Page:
dealing with doubtThe skeptic’s most frequently asked question must be, “If God is real and he is good, why would he allow suffering?” But skeptics are hardly alone in their questioning. The very point of this post is to shine some light in the direction of the post’s title: Do good Christians doubt? The way I have heard most Christians respond to this question seems to imply that true faith seeks to resist and eliminate doubt. I find such an approach to be disingenuous, misleading, and downright destructive. Let’s talk about why. Everyone doubts. If you don’t today, you may tomorrow, and you certainly will someday. Subscribing to the faith-equals-no-doubt approach forces me to think that if/when I doubt I have tainted or lost my faith. I believe the opposite of this is true. My friend Leslie was recently told she has a brain aneurism. I have asked her permission to retell part of her story, as it specifically relates to doubt. She has been writing in great detail about her journey. She told me why she has chosen to write.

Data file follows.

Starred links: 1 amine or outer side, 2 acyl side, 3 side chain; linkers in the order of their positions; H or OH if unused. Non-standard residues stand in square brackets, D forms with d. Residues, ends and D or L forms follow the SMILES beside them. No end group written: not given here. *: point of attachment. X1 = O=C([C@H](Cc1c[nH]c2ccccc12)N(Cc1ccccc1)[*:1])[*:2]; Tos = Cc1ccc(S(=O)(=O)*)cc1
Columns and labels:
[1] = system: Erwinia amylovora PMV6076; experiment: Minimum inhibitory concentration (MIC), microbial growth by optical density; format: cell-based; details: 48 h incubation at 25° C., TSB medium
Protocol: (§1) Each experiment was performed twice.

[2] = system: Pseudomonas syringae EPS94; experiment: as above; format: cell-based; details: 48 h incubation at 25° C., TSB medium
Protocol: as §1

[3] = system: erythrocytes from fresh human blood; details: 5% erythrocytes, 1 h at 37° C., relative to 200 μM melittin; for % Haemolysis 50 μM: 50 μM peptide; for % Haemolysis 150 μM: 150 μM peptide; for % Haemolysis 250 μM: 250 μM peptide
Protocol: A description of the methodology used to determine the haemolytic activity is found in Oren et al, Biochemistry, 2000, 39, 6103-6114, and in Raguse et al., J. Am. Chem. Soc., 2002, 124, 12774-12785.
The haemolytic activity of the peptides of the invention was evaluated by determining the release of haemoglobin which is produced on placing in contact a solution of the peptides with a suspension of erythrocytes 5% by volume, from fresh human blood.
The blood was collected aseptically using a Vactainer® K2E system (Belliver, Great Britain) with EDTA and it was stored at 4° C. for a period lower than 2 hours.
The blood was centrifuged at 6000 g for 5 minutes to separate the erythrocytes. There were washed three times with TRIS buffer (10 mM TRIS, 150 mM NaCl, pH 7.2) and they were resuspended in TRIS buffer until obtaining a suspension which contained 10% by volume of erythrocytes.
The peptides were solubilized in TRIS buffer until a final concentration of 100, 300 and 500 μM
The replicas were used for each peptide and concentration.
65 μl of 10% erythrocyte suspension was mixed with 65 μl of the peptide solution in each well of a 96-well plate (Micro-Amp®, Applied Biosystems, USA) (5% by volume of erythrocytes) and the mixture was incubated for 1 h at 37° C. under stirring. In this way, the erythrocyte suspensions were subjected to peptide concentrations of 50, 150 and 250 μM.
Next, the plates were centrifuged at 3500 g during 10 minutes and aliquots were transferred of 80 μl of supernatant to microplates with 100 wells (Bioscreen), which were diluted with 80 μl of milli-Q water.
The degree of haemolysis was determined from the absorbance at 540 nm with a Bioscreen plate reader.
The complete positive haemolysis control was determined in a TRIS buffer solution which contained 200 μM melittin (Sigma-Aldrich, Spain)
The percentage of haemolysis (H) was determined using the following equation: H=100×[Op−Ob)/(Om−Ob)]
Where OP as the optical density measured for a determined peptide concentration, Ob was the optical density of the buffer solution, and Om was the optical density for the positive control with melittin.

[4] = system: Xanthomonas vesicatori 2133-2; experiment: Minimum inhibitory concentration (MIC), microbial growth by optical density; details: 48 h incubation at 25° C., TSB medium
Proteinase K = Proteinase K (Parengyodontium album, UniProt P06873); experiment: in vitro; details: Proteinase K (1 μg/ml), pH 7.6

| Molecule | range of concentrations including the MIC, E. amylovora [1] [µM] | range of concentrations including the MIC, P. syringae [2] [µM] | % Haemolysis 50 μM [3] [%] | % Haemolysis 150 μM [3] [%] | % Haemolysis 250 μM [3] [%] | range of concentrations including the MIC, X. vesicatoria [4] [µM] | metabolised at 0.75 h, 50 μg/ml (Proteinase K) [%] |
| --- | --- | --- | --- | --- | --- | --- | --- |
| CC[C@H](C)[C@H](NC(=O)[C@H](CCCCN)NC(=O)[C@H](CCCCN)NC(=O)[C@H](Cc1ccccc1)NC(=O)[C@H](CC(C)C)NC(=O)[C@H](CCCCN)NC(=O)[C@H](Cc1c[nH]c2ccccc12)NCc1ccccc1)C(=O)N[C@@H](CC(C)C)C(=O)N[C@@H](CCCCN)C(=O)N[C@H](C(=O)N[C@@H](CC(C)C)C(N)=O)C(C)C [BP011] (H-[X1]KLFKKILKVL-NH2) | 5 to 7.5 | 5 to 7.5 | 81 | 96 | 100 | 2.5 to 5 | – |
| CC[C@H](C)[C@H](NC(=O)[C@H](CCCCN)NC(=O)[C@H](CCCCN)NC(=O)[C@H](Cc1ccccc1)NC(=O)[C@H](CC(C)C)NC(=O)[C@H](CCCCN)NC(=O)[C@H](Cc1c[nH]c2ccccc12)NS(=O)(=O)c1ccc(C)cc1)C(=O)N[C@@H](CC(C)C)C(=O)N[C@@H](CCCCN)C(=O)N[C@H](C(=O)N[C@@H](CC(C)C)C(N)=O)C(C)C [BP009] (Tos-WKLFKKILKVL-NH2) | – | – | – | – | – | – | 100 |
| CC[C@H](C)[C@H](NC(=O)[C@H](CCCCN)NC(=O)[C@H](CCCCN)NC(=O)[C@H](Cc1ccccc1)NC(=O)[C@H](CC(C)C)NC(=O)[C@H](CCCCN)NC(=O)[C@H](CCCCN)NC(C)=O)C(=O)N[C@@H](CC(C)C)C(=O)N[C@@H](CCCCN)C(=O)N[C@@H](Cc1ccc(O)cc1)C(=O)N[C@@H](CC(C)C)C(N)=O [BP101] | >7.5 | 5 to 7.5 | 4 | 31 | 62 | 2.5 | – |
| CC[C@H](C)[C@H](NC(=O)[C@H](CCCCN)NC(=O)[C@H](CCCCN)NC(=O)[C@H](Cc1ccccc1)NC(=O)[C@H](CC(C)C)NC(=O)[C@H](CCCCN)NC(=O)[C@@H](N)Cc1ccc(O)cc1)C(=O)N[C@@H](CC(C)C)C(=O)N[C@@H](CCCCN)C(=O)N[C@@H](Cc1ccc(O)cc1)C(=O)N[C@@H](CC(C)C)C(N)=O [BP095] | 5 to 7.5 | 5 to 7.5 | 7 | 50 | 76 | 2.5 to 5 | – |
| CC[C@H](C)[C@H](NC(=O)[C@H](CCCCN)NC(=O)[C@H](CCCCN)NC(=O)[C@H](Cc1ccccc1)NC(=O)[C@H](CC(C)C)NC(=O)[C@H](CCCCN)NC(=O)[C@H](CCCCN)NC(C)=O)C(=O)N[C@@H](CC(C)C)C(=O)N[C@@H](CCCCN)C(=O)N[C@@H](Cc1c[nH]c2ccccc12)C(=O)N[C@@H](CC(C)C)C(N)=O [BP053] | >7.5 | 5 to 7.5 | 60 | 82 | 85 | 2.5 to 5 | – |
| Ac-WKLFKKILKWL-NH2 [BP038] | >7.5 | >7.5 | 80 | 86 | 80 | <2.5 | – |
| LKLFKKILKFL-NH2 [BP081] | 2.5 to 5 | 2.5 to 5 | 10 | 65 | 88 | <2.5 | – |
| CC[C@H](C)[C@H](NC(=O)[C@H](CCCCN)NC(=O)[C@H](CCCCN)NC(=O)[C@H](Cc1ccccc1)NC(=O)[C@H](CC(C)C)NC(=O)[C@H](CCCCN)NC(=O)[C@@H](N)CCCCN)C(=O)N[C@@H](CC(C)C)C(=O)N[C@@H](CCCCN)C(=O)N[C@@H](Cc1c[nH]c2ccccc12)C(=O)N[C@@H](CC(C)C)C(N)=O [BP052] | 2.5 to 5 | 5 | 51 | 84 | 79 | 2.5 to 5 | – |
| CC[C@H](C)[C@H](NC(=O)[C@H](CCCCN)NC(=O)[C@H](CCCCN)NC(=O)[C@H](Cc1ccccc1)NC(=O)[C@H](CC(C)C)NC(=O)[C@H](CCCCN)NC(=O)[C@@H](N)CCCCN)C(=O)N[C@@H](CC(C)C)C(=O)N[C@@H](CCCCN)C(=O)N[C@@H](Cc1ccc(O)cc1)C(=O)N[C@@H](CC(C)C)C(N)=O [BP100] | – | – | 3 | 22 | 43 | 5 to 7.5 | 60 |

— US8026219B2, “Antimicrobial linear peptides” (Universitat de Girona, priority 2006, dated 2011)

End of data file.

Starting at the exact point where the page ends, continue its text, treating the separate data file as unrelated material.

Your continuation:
I was just very convicted to share this walk. The good, bad and ugly parts. Why would Christ allow this if He wasn’t planning on using it for His glory? I look forward to seeing what God does with all this.

A significant part of what I know God has already done because of Leslie’s willingness to invite us into her journey is that I have revisited my understanding of the nature of doubt. Before a recently scheduled surgery to implant a device into her brain, Leslie was required to take some medication that would cause her blood to thin and help to avoid clotting during the surgery. In her words…

… as soon as I take that medication, my blood begins to “thin” and my platelets are inhibited. And, I found out, that, should my aneurysm rupture in the next two weeks, this medication would take my survival chances from 20-40% to basically ZERO. Learning that, especially knowing that my aneurysm isn’t stable, it is growing and changing at a rapid rate, my world stopped. So, when it came time to take those pills on Monday, I couldn’t. I am ashamed to admit that I could not even trust the Lord when He has promised over and over again to not leave me or forsake me. I sat and looked at these bottles of pills for what seemed like hours, debating, devastated over the truth that what was required to save me, could also kill me.